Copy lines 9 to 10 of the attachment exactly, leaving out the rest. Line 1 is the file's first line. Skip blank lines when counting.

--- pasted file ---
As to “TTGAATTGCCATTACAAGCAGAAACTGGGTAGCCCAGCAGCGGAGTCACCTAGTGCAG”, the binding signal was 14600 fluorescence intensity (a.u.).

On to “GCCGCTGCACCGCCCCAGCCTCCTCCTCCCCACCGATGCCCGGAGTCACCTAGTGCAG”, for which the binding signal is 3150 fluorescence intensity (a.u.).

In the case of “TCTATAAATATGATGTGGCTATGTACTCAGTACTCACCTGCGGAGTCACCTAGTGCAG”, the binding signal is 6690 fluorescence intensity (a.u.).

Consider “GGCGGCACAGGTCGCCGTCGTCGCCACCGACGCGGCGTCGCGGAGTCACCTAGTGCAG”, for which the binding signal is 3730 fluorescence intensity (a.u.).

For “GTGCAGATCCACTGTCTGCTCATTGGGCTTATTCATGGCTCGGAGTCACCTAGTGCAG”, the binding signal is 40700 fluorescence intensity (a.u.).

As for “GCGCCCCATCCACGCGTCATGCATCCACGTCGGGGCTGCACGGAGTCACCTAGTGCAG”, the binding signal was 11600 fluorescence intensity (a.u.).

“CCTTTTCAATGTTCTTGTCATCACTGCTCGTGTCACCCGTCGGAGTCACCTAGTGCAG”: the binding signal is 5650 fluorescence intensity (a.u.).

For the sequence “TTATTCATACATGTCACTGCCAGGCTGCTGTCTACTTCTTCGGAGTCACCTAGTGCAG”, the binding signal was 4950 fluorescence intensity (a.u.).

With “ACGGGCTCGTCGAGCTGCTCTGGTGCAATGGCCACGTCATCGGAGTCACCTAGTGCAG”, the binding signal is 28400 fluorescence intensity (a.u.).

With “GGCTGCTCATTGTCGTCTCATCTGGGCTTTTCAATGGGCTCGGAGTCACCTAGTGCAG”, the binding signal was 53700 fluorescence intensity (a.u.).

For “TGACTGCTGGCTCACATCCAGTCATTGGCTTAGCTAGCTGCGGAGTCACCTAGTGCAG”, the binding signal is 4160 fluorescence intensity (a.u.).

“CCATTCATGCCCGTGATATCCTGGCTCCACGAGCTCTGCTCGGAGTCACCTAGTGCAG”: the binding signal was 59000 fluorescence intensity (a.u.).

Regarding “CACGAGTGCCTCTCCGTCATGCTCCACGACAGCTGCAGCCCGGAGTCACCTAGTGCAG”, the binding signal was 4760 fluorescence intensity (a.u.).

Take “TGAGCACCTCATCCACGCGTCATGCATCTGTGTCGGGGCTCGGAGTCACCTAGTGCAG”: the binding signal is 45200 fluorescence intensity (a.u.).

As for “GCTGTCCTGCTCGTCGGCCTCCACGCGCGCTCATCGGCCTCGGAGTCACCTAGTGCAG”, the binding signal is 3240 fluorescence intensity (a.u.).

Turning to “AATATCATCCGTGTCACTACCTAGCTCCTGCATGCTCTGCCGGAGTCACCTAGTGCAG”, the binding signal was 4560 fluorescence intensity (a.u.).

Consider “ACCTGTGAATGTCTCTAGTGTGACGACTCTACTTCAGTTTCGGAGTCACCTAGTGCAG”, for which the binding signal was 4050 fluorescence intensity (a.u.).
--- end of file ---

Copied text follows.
With “ACGGGCTCGTCGAGCTGCTCTGGTGCAATGGCCACGTCATCGGAGTCACCTAGTGCAG”, the binding signal is 28400 fluorescence intensity (a.u.).

With “GGCTGCTCATTGTCGTCTCATCTGGGCTTTTCAATGGGCTCGGAGTCACCTAGTGCAG”, the binding signal was 53700 fluorescence intensity (a.u.).